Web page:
8 2635.—I would suggest that the words "a summons (or if required by the rules of the court, a complaint) is filed" be replaced by the word "commenced" so that the phrase will read "shall be barred unless commenced in accordance with the rules of the Customs Court,". This would appear not only to be less awkward drafting but would conform that paragraph with the other similar provisions in paragraphs (b), (c), and (d). We were pleased to see the changes made in subparagraph (a) (1), (2), and (3).

We renew our recommendations for deletion of the words “of 1583 (a)” from paragraph (c) and for the deletion of paragraph (d). We call your attention again to the concern expressed at the top of page 31 of the Analysis with the use of the word "announcement” in paragraph (d).

§ 2636.— We agree with the improvement made in paragraph (a).

§ 2640.–For all of the reasons set forth at pages 40 through 43 of the Analysis, we adhere to the recommendation contained at page 44 of the Analysis as a substitute for the revised § 2610.

§ 26-11.-We agree with paragraph (a) as revised.

§ 2643.-We do not know the reason for withdrawing from the liberal language contained in paragraph (a) in the original bill. We further don't understand why § 1590 would be included in the substituted paragraph (a). In principle the same questions as involved in cases commenced pursuant to $ 1684 would be involved. Of course, the real mischief of the revised paragraph (a) is that it is limiting the occasions in which the Customs Court may issue money judgments, perhaps not in the minds of the drafters, even though such judgments might be appropriate in other instances. We would urge the retention of the original paragraph (a).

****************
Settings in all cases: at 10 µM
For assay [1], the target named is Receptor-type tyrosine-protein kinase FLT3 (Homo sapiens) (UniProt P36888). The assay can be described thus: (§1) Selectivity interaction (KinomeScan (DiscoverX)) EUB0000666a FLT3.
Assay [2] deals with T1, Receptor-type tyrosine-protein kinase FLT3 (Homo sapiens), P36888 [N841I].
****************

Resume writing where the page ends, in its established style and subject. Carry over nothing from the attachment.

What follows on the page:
For the reasons set forth at pages 45 and 46 of the Analysis, we renew our objection to the proposed paragraph (b), which is largely that included in the original bill, and recommend that changes proposed at the bottom of page 46 and the top of page 47 of the Analysis.

$ 2644.--This section has been revised to include a recommendation made by the Customs Court. For the reasons stated at page 7 of the oral statement made on behalf of the Association of the Customs Bar, we would oppose enactment of paragraph (b) as proposed unless the words “or without sufficient basis in the record to support such findings" were inserted after the word "erroneous" in the second line of the first paragraph in (b). I do not understand the second paragraph in (b). It seems to me that the first sentence is covered by the retrial or rehearing motion made pursuant to present 28 U.S.C. 2639, recodified in the proposed revision to § 2645. If there is a demonstrable need for this additional language, then it is suggested the time period be extended to 30 days, the period comparable to that permitted for the filing of a motion for retrial or rehearing. The longer time period is deemed desirable in view of the national jurisdiction of the court and the international business commitments of most of the parties appearing before the court which lengthens the time for communication between plaintiffs and counsel. The second sentence in (b) seems misplaced and appears to belong in $ 2601 of the bill. We would note that it appears to conflict with the language contained in the first paragraph of (b) as proposed in the revision, although it certainly comports with the language which we have suggested be inserted. We would have no objection to this sentence being included in § 2601, but feel it has no place in the proposed revision of $ 2644.

$ 1546.-We note that the sentence which we had recommended be deleted from paragraph (d) was retained with the addition of the words “except as otherwise provided by law.” While this would appear to have the effect of retaining jurisdiction in the CCPA of that vested in it by 28 U.S.C.A. 1544 regarding certain findings of the Secretary of Commerce, this addition is really a throwback to other provisions of the original bill which have been deleted in the revised version. We think the problem is more cleanly solved by deletion of the sentence. We approve of the clarification achieved by the new paragraph (e) and the limitation thereof to paragraphs (c) and (d).